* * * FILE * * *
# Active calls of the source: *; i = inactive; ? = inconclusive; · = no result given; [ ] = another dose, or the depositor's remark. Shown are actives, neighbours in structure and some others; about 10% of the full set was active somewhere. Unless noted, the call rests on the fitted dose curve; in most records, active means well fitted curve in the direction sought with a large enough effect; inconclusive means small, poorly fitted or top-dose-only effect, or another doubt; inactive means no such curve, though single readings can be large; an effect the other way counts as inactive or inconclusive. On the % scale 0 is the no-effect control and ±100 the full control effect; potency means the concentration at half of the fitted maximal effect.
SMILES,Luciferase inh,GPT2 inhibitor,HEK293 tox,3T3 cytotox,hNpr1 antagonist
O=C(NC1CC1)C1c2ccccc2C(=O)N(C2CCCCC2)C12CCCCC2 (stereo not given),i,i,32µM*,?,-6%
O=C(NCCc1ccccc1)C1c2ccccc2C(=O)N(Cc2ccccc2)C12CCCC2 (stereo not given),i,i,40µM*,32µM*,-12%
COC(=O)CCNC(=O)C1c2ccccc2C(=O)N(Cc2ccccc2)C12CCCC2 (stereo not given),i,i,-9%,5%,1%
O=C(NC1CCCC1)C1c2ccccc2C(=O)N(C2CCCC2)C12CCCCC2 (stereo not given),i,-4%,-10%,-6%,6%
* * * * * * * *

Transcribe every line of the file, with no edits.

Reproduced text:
# Active calls of the source: *; i = inactive; ? = inconclusive; · = no result given; [ ] = another dose, or the depositor's remark. Shown are actives, neighbours in structure and some others; about 10% of the full set was active somewhere. Unless noted, the call rests on the fitted dose curve; in most records, active means well fitted curve in the direction sought with a large enough effect; inconclusive means small, poorly fitted or top-dose-only effect, or another doubt; inactive means no such curve, though single readings can be large; an effect the other way counts as inactive or inconclusive. On the % scale 0 is the no-effect control and ±100 the full control effect; potency means the concentration at half of the fitted maximal effect.
SMILES,Luciferase inh,GPT2 inhibitor,HEK293 tox,3T3 cytotox,hNpr1 antagonist
O=C(NC1CC1)C1c2ccccc2C(=O)N(C2CCCCC2)C12CCCCC2 (stereo not given),i,i,32µM*,?,-6%
O=C(NCCc1ccccc1)C1c2ccccc2C(=O)N(Cc2ccccc2)C12CCCC2 (stereo not given),i,i,40µM*,32µM*,-12%
COC(=O)CCNC(=O)C1c2ccccc2C(=O)N(Cc2ccccc2)C12CCCC2 (stereo not given),i,i,-9%,5%,1%
O=C(NC1CCCC1)C1c2ccccc2C(=O)N(C2CCCC2)C12CCCCC2 (stereo not given),i,-4%,-10%,-6%,6%